By Pat Foster-Turley
October 21, 2022
One recent Saturday, it was a beautiful day—sunny, clear, cool, no bugs. I’d had a busy week, full of friends and social times and what I really wanted this day was some time alone in the quiet of nature. But peace and quiet and alone time on Amelia Island on a weekend day is not that easy to find. On this day the Amelia Cruisers Car Club was having its annual event with Centre Street closed to other traffic. Scores of classic cars were parked along the street where hordes of people could admire them and the downtown farmers market was in full swing then too. Downtown was a great draw for locals and tourists alike but I’m not a car or crowd lover and I intended to stay far away from downtown. And, on Saturdays the Egans Creek Greenway can be busy with walkers and bike riders, and that was not what I wanted either. The beaches are also full of more people than I wished to see on this day. So, of course, it was Fort Clinch State Park I thought of first.
I drove along the main road of Fort Clinch to the fort itself and reveled in the lack of people there that morning—they must have all been downtown at the car show or on the beach. Perfect for me. But I had just barely left the fort parking lot when I heard a commotion of car engines and was astonished to see a whole line of vintage Volkswagens of all shapes, sizes and conditions, coming down the road towards me. I pulled over and activated my camera and caught a Volkswagen parade passing by. As one after another old Volkswagen Bugs passed by I thought fondly of my earliest days with Bucko, when he had a Bug that we drove around in, catching snakes in the Everglades and other fun activities during our time at Miami Seaquarium. And the old and restored VW vans evoked other memories of Bucko and my six-week-long zigzag drive across the U.S. from Miami to New York, to Texas, then north through the Rocky Mountains to Canada, and south along the coast to San Francisco where Bucko had a new job at Marine World. Those were the days.
It turns out this was the annual Buggies on the Beach event, that began at the Kraft Athletic Club with a “poker run” of cars headed to various spots in town and followed by an all-day Sunday car show, food trucks, etc. with all proceeds benefiting the Nassau Humane Society. This was not peaceful at all, with roaring engines and classic honking horns, but it was exciting and lots of fun to watch. But after, it was time for the peace and quiet I had headed to Fort Clinch State Park to experience, and I knew just the place to go—Willow Pond.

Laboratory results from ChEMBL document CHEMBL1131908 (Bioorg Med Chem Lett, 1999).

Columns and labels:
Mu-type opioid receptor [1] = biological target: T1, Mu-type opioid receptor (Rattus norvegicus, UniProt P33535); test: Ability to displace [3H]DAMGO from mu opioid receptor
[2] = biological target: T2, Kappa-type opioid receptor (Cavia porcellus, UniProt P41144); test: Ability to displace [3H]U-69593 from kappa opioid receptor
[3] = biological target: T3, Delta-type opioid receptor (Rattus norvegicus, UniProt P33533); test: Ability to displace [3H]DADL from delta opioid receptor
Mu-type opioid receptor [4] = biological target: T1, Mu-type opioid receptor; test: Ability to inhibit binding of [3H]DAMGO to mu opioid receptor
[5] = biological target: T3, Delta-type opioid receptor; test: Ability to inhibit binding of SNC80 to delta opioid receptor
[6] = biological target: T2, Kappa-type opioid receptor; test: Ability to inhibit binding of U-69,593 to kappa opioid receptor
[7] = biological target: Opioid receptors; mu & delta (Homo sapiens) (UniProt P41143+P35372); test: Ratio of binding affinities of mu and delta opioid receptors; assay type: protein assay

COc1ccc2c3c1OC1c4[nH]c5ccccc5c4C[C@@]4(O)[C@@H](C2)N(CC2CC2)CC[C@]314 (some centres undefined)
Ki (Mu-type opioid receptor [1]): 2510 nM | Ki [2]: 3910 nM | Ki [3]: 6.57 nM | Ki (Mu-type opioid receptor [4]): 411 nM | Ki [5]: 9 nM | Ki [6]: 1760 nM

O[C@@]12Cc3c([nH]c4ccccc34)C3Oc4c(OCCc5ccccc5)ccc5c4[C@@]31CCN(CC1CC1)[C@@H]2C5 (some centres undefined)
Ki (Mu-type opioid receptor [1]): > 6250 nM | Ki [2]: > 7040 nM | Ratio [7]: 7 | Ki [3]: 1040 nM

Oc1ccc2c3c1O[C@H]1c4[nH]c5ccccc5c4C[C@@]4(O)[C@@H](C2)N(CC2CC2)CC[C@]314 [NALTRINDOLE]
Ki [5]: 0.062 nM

Sad to say it has been months since I last parked my car at the Willow Pond lot and ventured down its paths. In years gone by Carl Watson, a retired forester, led weekly nature tours there on Saturday mornings. Carl knew the paths and its attendant vegetation and wildlife intimately, and could find something interesting to point out every step of the way. Raccoon toilets on a bent tree truck, mushrooms hidden inside logs, various interesting insects, and lots of Indian lore about the use of native plants filled in an hour and a half tour quite nicely. On most Saturday mornings at 10:30 these days there are still volunteer-led tours but since Carl left I have never taken this tour again.
This morning there was no tour and I had the three-quarter-mile walk through Willow Pond all to myself—just what I was seeking. I savored the quiet and the fresh, clean air and walked happily on the dirt path under a canopy of live oaks, hickories, hollies and other hardwood trees—all surrounding a series of “borrow pit” ponds that were dug out when the roads were constructed. There are alligators in these ponds, but this day I only saw the signs warning about them and their paths across the trail, but I knew they were there. Here and there I sat on a conveniently placed bench and soaked in the peace and quiet, and watched small birds flitting through the underbrush, and squirrels jumping from branch to branch. It was just what I needed! And once again, Fort Clinch State Park made my day!
Pat Foster-Turley, Ph.D., is a zoologist on Amelia Island. She welcomes your nature questions and observations. [email protected]